7. Great Britain
Sweden’s women’s team - skip Anette Norberg, third Eva Lund, second Cathrine Lindahl and lead Anna Le Moine – made curling history when they beat Canada’s Cheryl Bernard by 7-6 through an extra end steal on Friday in the final of the women’s curling competition.
They have become the first team to retain an Olympic curling crown, as Sweden is the only nation so far to win two Olympic golds in the modern era.
After a cagey start from both teams, Sweden made the break-through in the third end, scoring two and then repeating the medicine in the fifth end for a 4-2 half-time lead.
However, Norberg was short with a draw in the seventh to give Canada’s Cheryl Bernard a steal of two for a 5-4 lead.
Another single steal in the ninth gave Canada a two-shot lead, but Norberg bravely scored two in the tenth for 6-6 to put the game into an extra end.
Canada had last stone, but Bernard was tight on her double take-out attempt, leaving a Swedish stone in the four foot ring for a steal and their historic victory.
Afterwards, Norberg said, “while nothing compares with your first Olympic gold, this is amazing too, but in a different way”.
However, for once, third player Eva Lund disagreed with her skip. “This is much bigger than the first time. To be on top of the podium again is huge.”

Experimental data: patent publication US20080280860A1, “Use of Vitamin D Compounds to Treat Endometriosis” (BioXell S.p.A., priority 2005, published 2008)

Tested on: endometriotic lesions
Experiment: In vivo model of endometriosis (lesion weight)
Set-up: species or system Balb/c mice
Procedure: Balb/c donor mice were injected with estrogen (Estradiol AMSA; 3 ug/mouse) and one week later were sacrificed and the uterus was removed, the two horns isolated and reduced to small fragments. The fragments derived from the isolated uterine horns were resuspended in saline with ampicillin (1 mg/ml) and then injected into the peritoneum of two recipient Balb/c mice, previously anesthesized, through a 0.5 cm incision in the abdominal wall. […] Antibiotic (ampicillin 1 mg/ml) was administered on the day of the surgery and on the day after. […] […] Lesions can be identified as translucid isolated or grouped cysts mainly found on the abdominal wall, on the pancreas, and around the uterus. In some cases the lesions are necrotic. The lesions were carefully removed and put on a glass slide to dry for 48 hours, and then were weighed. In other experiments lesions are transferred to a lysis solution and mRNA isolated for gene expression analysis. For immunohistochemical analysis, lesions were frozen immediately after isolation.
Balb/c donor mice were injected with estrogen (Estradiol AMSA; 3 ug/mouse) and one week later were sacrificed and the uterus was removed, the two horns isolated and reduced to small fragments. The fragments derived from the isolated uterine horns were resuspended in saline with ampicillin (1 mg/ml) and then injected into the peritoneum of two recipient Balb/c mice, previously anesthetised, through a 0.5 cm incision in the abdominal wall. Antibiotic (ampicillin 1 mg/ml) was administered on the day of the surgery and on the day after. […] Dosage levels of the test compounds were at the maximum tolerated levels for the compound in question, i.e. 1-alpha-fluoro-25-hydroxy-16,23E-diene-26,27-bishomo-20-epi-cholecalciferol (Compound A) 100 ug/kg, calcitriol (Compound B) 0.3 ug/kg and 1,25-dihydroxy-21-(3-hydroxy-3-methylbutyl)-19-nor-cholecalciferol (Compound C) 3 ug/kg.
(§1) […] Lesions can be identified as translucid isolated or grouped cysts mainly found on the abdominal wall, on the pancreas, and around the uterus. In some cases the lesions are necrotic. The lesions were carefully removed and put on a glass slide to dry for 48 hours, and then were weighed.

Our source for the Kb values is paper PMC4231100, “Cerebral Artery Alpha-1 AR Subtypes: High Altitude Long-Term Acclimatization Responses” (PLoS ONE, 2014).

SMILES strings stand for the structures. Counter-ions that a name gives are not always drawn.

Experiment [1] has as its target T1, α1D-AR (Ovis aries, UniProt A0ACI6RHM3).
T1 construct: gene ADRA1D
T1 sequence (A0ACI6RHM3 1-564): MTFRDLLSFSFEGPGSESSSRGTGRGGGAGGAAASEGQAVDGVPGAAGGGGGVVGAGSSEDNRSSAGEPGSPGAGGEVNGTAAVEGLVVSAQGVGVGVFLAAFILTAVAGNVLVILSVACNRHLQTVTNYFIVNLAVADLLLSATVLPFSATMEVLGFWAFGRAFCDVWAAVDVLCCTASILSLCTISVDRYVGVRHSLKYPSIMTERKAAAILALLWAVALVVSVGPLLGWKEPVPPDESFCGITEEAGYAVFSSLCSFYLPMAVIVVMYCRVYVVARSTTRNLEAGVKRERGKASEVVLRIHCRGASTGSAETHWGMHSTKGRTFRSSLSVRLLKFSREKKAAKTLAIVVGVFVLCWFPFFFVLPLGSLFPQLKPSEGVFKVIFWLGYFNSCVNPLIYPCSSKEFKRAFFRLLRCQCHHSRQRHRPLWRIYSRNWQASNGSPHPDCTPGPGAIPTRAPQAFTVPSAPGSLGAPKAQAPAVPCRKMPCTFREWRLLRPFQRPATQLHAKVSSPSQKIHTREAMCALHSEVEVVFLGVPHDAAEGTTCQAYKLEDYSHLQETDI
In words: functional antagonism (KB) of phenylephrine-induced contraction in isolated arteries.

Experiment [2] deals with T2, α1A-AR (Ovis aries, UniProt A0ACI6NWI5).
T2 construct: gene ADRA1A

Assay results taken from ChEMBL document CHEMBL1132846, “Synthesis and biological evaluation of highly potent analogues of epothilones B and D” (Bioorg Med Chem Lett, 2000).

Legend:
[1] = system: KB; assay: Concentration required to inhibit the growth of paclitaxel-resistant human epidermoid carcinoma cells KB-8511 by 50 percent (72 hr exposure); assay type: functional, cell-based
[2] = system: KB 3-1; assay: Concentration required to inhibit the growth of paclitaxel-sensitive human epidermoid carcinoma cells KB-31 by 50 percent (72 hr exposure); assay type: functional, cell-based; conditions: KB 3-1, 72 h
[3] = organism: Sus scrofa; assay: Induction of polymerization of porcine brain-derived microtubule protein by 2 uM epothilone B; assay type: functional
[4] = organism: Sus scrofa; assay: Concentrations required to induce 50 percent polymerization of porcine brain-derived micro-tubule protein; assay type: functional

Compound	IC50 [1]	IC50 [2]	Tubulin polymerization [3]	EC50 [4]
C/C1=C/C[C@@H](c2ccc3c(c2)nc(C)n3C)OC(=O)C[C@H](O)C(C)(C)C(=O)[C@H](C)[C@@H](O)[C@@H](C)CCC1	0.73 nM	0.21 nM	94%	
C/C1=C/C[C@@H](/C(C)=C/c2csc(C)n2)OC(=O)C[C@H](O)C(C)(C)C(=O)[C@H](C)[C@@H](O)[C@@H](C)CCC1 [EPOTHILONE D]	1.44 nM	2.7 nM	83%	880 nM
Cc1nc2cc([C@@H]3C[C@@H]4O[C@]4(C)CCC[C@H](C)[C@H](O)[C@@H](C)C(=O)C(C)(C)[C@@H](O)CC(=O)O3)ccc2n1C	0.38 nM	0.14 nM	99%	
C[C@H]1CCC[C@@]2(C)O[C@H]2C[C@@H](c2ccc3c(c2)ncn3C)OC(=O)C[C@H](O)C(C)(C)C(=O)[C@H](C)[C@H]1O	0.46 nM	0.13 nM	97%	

Although clearly disappointed, Canadian skip Cheryl Bernard insisted, “we will be happy with this, we are happy with this. We’ve done something for our country and we’ve never even had the chance to represent our country before.
Her third player Susan O’Connor said, “we feel honoured and it’s a privilege to be on this Canadian Olympic team. It’s exhilarating to walk out there and know that everyone is cheering for you.”
After all this, Anette Norberg exited the media interviews with a simple explanation – “now I go to meet the King”. Sweden’s King Karl and Queen Silvia were amongst the 6,000 strong crowd that filled the Vancouver Olympic Centre to watch the game.